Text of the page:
Scott: A good idea. This will keep you young at heart and in spirit. One thing I notice is that GAM holds shares in another closed-end fund, Central Securities. The SEC permits a fund to hold up to 10% of its assets in other funds, but I wonder why you chose this one. Only a few funds buy other funds. Bergstrom Capital once had a significant holding in Adams Express, which we spun off to shareholders. [George Cole Scott is on the Board of Directors of Bergstrom.] Boulder Total Return holds close to the limit in other closed-end funds, mostly bond funds. Do you plan to add to Central Securities or buy any other closed-end funds?
DeStaebler: You will note that our position in CET represents less than 1% of our net assets. We made this investment several years ago after meeting Wilmot Kidd and discovering his philosophy is very similar to ours. We will probably not add to this position, except through distributions taken in additional shares.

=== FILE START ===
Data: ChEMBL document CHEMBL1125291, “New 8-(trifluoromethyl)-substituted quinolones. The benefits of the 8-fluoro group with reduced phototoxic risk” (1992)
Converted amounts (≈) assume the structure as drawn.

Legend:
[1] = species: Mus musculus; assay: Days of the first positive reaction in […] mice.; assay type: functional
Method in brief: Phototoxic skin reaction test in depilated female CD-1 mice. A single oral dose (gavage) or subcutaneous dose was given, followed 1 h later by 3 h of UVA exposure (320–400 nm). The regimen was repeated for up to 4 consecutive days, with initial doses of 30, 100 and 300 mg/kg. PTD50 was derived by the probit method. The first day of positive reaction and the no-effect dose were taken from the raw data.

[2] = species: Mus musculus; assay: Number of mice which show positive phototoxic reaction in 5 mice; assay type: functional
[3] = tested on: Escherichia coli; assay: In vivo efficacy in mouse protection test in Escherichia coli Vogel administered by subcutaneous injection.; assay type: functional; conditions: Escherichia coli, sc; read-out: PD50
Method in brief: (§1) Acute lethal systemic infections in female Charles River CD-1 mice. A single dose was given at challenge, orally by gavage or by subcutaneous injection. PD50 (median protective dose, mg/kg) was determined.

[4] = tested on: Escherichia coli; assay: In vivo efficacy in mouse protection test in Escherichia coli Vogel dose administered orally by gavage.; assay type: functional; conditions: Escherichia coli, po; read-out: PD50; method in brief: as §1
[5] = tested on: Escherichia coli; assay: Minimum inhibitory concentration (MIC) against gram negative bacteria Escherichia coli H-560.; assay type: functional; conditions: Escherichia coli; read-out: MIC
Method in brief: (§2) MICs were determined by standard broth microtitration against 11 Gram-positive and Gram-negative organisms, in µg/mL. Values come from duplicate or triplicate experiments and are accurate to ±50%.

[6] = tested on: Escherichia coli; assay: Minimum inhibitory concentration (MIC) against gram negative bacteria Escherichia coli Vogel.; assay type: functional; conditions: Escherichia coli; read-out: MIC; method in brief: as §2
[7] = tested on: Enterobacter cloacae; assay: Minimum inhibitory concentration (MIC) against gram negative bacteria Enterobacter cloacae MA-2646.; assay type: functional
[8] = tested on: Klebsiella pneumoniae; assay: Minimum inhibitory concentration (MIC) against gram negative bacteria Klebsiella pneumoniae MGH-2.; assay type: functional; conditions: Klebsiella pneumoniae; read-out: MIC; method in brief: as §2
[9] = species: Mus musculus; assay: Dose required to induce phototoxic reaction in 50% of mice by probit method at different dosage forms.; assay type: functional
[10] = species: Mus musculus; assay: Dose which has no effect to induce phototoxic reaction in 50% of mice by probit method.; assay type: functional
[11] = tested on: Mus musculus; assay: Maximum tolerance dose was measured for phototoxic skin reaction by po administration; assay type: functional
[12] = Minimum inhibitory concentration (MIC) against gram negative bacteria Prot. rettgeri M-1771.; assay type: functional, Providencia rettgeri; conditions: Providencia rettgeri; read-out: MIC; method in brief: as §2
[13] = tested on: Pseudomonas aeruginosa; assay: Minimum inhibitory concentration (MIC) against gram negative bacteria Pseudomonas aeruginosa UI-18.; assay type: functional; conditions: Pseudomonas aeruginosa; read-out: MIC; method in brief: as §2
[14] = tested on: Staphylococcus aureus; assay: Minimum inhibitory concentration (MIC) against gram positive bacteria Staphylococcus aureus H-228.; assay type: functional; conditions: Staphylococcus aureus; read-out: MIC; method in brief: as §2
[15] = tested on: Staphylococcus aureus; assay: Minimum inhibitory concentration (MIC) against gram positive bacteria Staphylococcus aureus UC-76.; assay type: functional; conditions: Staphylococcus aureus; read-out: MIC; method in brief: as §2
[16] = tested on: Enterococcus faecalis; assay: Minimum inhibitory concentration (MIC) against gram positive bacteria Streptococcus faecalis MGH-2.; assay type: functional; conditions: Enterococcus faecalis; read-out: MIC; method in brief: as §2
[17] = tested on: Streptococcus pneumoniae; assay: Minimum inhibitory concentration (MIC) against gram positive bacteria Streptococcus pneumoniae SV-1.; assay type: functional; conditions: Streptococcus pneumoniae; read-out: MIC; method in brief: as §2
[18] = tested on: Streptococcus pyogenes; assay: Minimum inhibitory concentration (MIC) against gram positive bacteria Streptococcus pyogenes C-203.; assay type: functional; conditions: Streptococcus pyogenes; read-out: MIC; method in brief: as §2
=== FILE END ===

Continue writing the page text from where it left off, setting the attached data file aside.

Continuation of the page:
Scott: How many portfolio managers has GAM had since inception?
DeStaebler: We have had six portfolio managers in 74 years. Malcolm Smith served 28 years. The founder, Frank Altschul, served for the first 22 years. His son, Arthur, was Chairman from 1961 to 1995 and has just had his 81st birthday. That's significant continuity for General American, a fund whose philosophy hasn't changed over the years. We have remained long-term focused on growth stocks for our entire history.
Scott: Your president and portfolio manager, Spencer Davidson, has significantly increased your returns since assuming his responsibility in 1995. He has sold short in the down market. Could you tell us something about this?